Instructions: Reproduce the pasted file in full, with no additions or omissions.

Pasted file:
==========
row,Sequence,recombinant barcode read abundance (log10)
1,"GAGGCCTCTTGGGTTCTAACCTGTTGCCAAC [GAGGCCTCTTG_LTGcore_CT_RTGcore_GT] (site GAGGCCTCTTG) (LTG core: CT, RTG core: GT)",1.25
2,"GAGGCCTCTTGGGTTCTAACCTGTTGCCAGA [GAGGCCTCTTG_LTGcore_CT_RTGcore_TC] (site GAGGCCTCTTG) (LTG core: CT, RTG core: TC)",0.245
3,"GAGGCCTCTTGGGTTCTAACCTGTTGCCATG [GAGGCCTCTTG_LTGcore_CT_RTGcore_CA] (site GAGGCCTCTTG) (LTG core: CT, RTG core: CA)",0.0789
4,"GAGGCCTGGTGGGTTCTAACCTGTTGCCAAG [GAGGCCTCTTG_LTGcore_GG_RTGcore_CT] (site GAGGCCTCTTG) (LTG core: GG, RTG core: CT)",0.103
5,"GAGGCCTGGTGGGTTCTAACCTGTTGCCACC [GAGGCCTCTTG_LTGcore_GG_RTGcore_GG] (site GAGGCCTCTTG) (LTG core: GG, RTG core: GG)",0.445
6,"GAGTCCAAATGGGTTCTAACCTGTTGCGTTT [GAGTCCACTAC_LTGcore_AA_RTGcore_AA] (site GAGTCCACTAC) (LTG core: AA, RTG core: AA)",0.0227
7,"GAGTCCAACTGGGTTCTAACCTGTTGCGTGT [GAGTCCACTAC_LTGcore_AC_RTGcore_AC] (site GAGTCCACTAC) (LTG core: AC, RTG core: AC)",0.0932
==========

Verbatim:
row,Sequence,recombinant barcode read abundance (log10)
1,"GAGGCCTCTTGGGTTCTAACCTGTTGCCAAC [GAGGCCTCTTG_LTGcore_CT_RTGcore_GT] (site GAGGCCTCTTG) (LTG core: CT, RTG core: GT)",1.25
2,"GAGGCCTCTTGGGTTCTAACCTGTTGCCAGA [GAGGCCTCTTG_LTGcore_CT_RTGcore_TC] (site GAGGCCTCTTG) (LTG core: CT, RTG core: TC)",0.245
3,"GAGGCCTCTTGGGTTCTAACCTGTTGCCATG [GAGGCCTCTTG_LTGcore_CT_RTGcore_CA] (site GAGGCCTCTTG) (LTG core: CT, RTG core: CA)",0.0789
4,"GAGGCCTGGTGGGTTCTAACCTGTTGCCAAG [GAGGCCTCTTG_LTGcore_GG_RTGcore_CT] (site GAGGCCTCTTG) (LTG core: GG, RTG core: CT)",0.103
5,"GAGGCCTGGTGGGTTCTAACCTGTTGCCACC [GAGGCCTCTTG_LTGcore_GG_RTGcore_GG] (site GAGGCCTCTTG) (LTG core: GG, RTG core: GG)",0.445
6,"GAGTCCAAATGGGTTCTAACCTGTTGCGTTT [GAGTCCACTAC_LTGcore_AA_RTGcore_AA] (site GAGTCCACTAC) (LTG core: AA, RTG core: AA)",0.0227
7,"GAGTCCAACTGGGTTCTAACCTGTTGCGTGT [GAGTCCACTAC_LTGcore_AC_RTGcore_AC] (site GAGTCCACTAC) (LTG core: AC, RTG core: AC)",0.0932